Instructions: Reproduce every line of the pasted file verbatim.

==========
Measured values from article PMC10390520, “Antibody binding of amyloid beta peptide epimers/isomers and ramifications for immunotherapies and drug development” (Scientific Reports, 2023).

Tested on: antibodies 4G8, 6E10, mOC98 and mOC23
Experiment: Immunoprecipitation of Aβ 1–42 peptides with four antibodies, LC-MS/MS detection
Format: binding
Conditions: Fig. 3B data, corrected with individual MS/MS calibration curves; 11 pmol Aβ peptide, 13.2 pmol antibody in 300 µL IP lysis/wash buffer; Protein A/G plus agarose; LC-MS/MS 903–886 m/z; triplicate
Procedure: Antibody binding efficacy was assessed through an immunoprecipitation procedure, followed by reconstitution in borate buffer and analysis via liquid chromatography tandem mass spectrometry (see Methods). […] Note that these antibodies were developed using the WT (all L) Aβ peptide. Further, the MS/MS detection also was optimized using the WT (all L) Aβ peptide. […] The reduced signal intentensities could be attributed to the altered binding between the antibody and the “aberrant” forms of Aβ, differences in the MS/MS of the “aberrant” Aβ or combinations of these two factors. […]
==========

Measured values from article PMC10390520, “Antibody binding of amyloid beta peptide epimers/isomers and ramifications for immunotherapies and drug development” (Scientific Reports, 2023).

Tested on: antibodies 4G8, 6E10, mOC98 and mOC23
Experiment: Immunoprecipitation of Aβ 1–42 peptides with four antibodies, LC-MS/MS detection
Format: binding
Conditions: Fig. 3B data, corrected with individual MS/MS calibration curves; 11 pmol Aβ peptide, 13.2 pmol antibody in 300 µL IP lysis/wash buffer; Protein A/G plus agarose; LC-MS/MS 903–886 m/z; triplicate
Procedure: Antibody binding efficacy was assessed through an immunoprecipitation procedure, followed by reconstitution in borate buffer and analysis via liquid chromatography tandem mass spectrometry (see Methods). […] Note that these antibodies were developed using the WT (all L) Aβ peptide. Further, the MS/MS detection also was optimized using the WT (all L) Aβ peptide. […] The reduced signal intentensities could be attributed to the altered binding between the antibody and the “aberrant” forms of Aβ, differences in the MS/MS of the “aberrant” Aβ or combinations of these two factors. […]